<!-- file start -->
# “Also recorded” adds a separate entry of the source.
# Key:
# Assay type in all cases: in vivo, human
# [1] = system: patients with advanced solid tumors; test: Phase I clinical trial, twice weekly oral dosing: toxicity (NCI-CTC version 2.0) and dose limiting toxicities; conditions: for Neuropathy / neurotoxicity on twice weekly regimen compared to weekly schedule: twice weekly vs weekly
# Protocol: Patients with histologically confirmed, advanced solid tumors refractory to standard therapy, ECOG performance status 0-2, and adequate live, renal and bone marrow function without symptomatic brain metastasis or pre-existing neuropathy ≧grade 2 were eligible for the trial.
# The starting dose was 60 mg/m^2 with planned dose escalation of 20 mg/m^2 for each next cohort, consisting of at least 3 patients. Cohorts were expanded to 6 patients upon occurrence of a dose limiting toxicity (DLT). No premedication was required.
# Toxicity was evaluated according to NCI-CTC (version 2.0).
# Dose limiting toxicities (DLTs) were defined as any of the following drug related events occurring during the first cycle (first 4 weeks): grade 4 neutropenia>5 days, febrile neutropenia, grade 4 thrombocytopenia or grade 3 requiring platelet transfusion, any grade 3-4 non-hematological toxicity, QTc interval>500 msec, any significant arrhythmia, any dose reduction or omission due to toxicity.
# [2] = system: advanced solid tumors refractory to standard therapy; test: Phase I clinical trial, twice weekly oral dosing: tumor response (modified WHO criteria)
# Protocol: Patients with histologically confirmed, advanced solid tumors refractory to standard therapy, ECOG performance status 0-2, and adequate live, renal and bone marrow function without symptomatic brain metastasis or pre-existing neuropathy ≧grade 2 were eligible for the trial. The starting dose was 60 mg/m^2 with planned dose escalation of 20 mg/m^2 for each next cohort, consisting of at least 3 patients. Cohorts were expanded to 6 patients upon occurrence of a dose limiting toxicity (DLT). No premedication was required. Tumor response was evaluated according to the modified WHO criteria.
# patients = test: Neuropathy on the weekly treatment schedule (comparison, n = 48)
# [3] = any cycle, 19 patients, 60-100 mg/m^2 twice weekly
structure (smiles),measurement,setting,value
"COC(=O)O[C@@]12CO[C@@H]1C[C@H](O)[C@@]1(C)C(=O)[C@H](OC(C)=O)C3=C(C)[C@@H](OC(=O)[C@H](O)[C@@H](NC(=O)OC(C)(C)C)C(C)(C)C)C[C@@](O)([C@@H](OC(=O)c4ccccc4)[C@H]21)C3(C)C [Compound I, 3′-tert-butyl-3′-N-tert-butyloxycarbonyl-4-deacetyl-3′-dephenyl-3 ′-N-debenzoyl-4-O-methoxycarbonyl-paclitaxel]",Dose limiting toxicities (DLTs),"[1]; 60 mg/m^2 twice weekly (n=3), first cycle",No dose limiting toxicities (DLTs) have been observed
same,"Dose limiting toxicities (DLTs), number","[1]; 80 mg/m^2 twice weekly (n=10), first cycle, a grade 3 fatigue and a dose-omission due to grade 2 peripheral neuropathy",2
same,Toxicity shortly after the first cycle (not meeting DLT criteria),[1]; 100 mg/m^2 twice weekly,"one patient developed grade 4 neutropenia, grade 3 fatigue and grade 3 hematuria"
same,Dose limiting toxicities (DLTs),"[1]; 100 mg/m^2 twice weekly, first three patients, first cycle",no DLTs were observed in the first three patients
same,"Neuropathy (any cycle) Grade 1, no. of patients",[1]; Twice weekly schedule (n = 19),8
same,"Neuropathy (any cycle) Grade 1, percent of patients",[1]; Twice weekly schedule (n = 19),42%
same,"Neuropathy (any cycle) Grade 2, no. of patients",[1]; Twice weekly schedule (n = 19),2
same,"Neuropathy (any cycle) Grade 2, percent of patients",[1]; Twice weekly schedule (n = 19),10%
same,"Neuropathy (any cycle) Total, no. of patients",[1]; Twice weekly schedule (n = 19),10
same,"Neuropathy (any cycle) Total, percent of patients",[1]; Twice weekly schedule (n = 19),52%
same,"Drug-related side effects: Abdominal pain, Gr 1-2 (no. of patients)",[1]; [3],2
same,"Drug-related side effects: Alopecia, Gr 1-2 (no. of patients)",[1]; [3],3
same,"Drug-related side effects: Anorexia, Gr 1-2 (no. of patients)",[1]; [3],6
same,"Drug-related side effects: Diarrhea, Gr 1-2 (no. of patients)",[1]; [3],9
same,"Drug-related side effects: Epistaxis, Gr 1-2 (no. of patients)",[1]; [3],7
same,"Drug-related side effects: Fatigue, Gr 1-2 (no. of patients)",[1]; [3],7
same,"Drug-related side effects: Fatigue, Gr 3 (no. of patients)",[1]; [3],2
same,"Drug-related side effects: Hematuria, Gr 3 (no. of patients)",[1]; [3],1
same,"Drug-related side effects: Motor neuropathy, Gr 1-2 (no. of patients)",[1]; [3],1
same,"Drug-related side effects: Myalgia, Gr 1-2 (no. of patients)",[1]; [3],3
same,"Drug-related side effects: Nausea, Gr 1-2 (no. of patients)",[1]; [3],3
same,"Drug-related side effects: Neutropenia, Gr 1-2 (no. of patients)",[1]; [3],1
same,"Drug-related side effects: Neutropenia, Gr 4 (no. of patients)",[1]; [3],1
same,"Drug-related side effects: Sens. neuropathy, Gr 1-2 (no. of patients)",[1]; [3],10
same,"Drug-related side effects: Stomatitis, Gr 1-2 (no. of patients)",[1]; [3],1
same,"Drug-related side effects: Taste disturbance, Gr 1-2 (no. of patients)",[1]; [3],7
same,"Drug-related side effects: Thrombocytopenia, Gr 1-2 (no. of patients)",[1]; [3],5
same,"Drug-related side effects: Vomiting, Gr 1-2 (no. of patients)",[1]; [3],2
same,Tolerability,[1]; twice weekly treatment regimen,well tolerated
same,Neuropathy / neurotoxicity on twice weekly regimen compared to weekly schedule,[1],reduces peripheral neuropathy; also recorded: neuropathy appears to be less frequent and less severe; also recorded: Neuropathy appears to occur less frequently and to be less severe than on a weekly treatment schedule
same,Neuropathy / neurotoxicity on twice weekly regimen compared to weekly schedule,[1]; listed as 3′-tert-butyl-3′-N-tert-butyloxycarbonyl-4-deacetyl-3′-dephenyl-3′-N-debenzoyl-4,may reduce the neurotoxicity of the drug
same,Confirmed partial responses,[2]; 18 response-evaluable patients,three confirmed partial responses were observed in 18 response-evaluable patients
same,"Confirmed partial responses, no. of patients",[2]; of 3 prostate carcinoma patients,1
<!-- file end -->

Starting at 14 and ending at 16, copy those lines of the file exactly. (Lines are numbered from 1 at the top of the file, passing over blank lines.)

"COC(=O)O[C@@]12CO[C@@H]1C[C@H](O)[C@@]1(C)C(=O)[C@H](OC(C)=O)C3=C(C)[C@@H](OC(=O)[C@H](O)[C@@H](NC(=O)OC(C)(C)C)C(C)(C)C)C[C@@](O)([C@@H](OC(=O)c4ccccc4)[C@H]21)C3(C)C [Compound I, 3′-tert-butyl-3′-N-tert-butyloxycarbonyl-4-deacetyl-3′-dephenyl-3 ′-N-debenzoyl-4-O-methoxycarbonyl-paclitaxel]",Dose limiting toxicities (DLTs),"[1]; 60 mg/m^2 twice weekly (n=3), first cycle",No dose limiting toxicities (DLTs) have been observed
same,"Dose limiting toxicities (DLTs), number","[1]; 80 mg/m^2 twice weekly (n=10), first cycle, a grade 3 fatigue and a dose-omission due to grade 2 peripheral neuropathy",2
same,Toxicity shortly after the first cycle (not meeting DLT criteria),[1]; 100 mg/m^2 twice weekly,"one patient developed grade 4 neutropenia, grade 3 fatigue and grade 3 hematuria"